FAMU Student Supports Family Overseas through Tally Rally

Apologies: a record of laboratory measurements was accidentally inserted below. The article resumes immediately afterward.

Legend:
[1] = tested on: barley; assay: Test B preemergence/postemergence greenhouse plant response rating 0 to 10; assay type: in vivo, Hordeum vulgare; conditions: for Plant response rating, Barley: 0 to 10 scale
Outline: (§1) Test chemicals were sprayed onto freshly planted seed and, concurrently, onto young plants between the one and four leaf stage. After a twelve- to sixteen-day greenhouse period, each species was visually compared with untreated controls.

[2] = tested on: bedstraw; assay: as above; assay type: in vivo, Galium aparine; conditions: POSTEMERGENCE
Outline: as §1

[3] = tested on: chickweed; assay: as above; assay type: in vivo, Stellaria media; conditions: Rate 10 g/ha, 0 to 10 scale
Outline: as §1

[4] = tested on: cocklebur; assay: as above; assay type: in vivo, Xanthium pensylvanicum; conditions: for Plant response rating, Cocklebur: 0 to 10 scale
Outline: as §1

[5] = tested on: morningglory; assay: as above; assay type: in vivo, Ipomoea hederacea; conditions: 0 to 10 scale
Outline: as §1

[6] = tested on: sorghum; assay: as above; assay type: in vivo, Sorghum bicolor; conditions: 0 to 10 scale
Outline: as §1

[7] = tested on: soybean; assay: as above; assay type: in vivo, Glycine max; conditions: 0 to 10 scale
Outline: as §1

Outside the Capitol Building, people gathered to show support for and solidarity with the anti-government protesters in Cairo. For Michel Ibrahim, a pre-med student at Florida A & M University, the Solidarity Rally for Egypt gave him a way to support his family overseas. Ibrahim was born in Egypt in June of 1990, and moved to the United States when he was 15 years old. In 2005, Ibrahim and his family moved to the United States to escape the oppressive regime of Hosni Mubarak, president of the Arab Republic of Egypt. Yet after leaving, Ibrahim said he sees Mubarak as an Egyptian hero who was able to bring peace to his nation. The fact that there have not been any major wars in the Middle East in the 30 years of Mubarak’s reign is something that he and fellow Egyptians take pride in. “We have a great deal of respect for him,” Ibrahim said. The ongoing protests in Egypt have evoked strong emotions for Ibrahim. When the Egyptian government shut down the internet and cell phone service, Ibrahim was cut off from all contact with his family members, including his grandfather. “It wasn’t scary because we knew they were going to be okay,” Ibrahim said. “Not being able to talk to my grandpa and my cousins…it was hard.” Ibrahim said he is optimistic about the outcome of the protest in his homeland, and their success in forcing Mubarak out of office has given him hope. The internet, he said, gives youth the power to make a widespread change. A strong believer in democracy, Ibrahim is excited about a free election in Egypt where anyone can run. “Democracy always wins,” he said. The violence and destruction that ensued during the protests as the pro-Mubarak protesters rushed the crowd made Ibrahim realize how serious and potentially volatile the protests can be. “When you see a big mall in Cairo and Alexandria, it’s sad,” Ibrahim said. “I went to those malls. It is like watching the Tallahassee Mall burning to the ground, you know?” The recent violence that erupted made him feel a sense of urgency in sending the revolutionaries home, he said. “The rest of the president’s resignation will come in time. We don’t want Egypt turned into a military state,” Ibrahim said. Despite the emotional twists and turns Ibrahim has endured within the past week, he said he feels the government is moving in a positive new direction. Ibrahim said he is particularly thankful for demonstrators supporting a cause that is important to him and his family.